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“Lost” Cases. The Effects of the Exclusionary Rule on Criminal Procedure and Recent Judicial Responses. L6172 04/02/07. Kayla Stachniak. Why are empirical studies important in the Exclusionary Rule context?. Supreme Court’s reliance on cost-benefit calculations in this area

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Lost cases

“Lost” Cases

The Effects of the Exclusionary Rule on Criminal Procedure and Recent Judicial Responses

L6172 04/02/07

Kayla Stachniak


Why are empirical studies important in the exclusionary rule context

Why are empirical studies important in the Exclusionary Rule context?

  • Supreme Court’s reliance on cost-benefit calculations in this area

  • Empirical studies pre- and post-Leon

    • When the Court was considering whether a good faith exception to the exclusionary rule for physical evidence should be added and the effects of that exception after it was endorsed in Leon

  • Empirical studies post-Miranda

    • Due to Court’s language that the specific Miranda rights are not a “constitutional straightjacket”


The exclusionary rule

The Exclusionary Rule

  • Exclusionary Rule for physical evidence

    • Designed to promote 4th Amendment prohibition against illegal searches and seizures

    • Good faith exception so that evidence is not necessarily excluded due to violations

  • Miranda Rights

    • Designed to protect 5th Amendment right against self-incrimination

    • If any of the four warnings aren’t given then confessions can be excluded


Lost cases1

“Lost” Cases

  • What is a “lost” case?

  • Cases “lost” due to the exclusionary rule for physical evidence are often seen in terms of cases prosecutors refuse to take due to illegal searches or cases dismissed due to successful motions to suppress

  • Cases “lost” due to Miranda rights are typically looked at in terms of changes in confession rates (i.e. confessions that were never obtained because of Miranda) and how this affects successful prosecution

  • Inherent difficulty in comparing empirical studies in this area as there is no agreed upon definition of what a “lost” case is


Lost arrests due to exclusionary rule for 4 th amendment violations

“Lost” Arrests due to Exclusionary Rule for 4th Amendment Violations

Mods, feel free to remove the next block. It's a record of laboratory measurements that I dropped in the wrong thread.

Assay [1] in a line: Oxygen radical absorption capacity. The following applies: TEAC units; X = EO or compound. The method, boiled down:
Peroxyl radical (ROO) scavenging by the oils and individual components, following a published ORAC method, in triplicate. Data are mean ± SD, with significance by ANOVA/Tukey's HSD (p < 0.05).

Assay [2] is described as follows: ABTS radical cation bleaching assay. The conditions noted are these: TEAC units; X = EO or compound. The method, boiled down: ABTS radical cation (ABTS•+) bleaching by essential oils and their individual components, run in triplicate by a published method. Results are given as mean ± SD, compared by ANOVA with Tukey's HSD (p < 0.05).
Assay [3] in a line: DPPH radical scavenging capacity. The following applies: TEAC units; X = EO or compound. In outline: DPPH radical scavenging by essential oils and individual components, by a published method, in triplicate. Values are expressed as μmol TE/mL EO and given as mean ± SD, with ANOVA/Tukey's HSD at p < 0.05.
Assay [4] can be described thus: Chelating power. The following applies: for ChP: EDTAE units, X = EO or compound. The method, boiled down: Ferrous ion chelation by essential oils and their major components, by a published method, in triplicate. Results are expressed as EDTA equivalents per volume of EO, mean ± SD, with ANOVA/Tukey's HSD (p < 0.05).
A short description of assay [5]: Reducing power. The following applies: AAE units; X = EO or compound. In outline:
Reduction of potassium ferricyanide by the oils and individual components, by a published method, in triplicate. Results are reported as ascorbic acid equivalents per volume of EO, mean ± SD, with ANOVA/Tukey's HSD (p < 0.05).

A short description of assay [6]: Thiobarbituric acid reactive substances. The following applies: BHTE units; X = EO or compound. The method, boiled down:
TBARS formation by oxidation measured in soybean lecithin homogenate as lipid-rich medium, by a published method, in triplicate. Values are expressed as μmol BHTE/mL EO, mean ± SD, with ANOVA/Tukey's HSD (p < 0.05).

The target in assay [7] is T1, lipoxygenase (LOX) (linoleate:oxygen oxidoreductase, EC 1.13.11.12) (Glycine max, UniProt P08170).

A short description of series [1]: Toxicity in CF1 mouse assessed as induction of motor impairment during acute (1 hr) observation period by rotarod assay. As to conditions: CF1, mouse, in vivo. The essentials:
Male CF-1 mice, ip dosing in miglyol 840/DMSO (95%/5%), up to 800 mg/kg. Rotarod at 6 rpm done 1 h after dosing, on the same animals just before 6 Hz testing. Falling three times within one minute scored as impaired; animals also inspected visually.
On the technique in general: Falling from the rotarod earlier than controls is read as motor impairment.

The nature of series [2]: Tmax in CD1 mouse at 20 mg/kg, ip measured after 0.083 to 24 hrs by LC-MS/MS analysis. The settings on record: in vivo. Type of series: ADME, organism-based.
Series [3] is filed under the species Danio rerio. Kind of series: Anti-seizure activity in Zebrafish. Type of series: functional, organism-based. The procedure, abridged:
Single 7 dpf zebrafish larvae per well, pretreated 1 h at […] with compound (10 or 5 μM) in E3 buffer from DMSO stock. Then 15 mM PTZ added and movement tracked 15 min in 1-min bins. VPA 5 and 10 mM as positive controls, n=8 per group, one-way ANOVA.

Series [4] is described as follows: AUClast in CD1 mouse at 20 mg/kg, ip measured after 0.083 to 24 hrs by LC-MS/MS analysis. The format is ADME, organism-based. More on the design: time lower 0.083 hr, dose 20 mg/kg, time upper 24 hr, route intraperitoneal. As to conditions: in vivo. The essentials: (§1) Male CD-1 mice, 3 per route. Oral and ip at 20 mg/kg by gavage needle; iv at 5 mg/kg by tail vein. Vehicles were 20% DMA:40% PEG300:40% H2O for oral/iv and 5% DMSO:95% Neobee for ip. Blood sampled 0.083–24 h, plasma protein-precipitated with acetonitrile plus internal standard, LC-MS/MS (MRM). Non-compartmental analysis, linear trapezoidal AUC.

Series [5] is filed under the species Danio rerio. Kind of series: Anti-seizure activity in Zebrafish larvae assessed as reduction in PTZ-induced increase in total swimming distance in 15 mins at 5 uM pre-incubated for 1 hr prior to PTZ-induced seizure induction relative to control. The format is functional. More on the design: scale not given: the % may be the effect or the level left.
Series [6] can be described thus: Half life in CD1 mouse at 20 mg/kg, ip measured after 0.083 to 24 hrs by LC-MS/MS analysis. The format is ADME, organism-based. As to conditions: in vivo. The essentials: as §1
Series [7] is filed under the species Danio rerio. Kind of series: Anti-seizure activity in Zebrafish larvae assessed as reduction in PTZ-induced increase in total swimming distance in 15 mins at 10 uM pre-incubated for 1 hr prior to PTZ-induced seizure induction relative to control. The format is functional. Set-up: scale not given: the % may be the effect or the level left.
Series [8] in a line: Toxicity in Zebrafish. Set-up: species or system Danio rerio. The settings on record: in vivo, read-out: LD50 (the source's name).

• Davies’ critique of the NIJ study

    • NIJ cited in Justice White’s concurrence in Illinois v. Gates (1983)

    • Davies noted in U.S. v. Leon (1984)

  • Uchida and Bynum Study

  • Recent Judicial Response?

    • Hudson v. Michigan (2006)


Nij study 1982

NIJ Study (1982)

  • Methodology

    • OBTS data of 86,033 felony cases declined by California prosecutors

      • Prosecutor-reported reasons for declining to file criminal charges after an arrest

    • Drug arrest samples from two LA prosecutors’ offices

      • 259 drug arrests; data specifically collected for study

  • Results and Conclusions

    • “lost” arrests = 4.8% of felony arrests rejected for prosecution

    • Greatest impact on drug cases: “lost” arrests = 30% of felony drug arrests rejected for prosecution

    • Study relied on in Illinois v. Gates


Davies critique of the nij study 1983

Davies’ Critique of the NIJ Study (1983)

  • Critique of the Methodology

    • Two invalid statistical conclusions:

      • Rejected arrests is not the proper baseline; appropriate baseline is all arrests

      • Percent of felony drug arrests rejected is invalid because it is based on an atypical sample of less than 300 cases; should be based on statewide felony drug arrest statistics

    • Inappropriate samples, omission of readily available and pertinent data, slanted interpretation of data evident in analytical choices


Davies critique of the nij study

Davies’ Critique of the NIJ Study

  • Results of Reanalyzing the Data

    • Arrests “lost” due to illegal searches = no more than 0.8% of felony arrests in California

      • This estimate is probably still too high as it uses NIJ’s problematic data

      • Felony drug arrests “lost” = 2.4% using statewide data

  • Conclusion

    • Nationwide comparison is important

      • Other studies report numbers between 0.5% - 0.8%

    • Costs of exclusionary rule are marginal especially considering ambiguous nature of “lost” arrests

    • Study noted in Leon footnote 6 but dismissed as small percentages “mask a large absolute number”


Uchida and bynum study 1991

Uchida and Bynum Study (1991)

  • Methodology:

    • Data taken from 2115 warrant applications during two 3 month periods in 7 anonymous jurisdictions around the country

    • In addition to looking at exclusion of evidence, looks at why the evidence was excluded and the seriousness of the offense

    • Two units of analysis: primary warrant and individual suspect


Uchida and bynum study

Uchida and Bynum Study

  • Results

    • “Lost” Cases* = 1.4% of all defendants

      • * court granted motion to suppress evidence and dismissed case

    • Most serious offenders released were those charged with possession of cocaine

  • Conclusions

    • Cost of exclusionary rule is slight when police obtain a search warrant

    • Few criminals are freed and when they are crimes are typically non-violent


Critique of uchida and bynum

Critique of Uchida and Bynum?

  • Only considers cases where warrants were issued and where charges were actually filed

    • Does not give us any information about instances where evidence was excluded because police failed to obtain a warrant at all or where prosecutors may have decided not to file charges due to problematic warrants

    • Only really gets at effect of good faith exception and even that not terribly well

  • Anonymous sites

    • Weakens analysis as we can’t determine possible confounding factors specific to the sites

    • Are these cities representative of nation?


Recent judicial response

Recent Judicial Response

  • Hudson v. Michigan (2006)

    • Holding: “Knock-and-announce” violation does not require suppression of evidence found in the subsequent search

      • Necessary but insufficient condition: Evidence would not have been obtained but-for the illegal search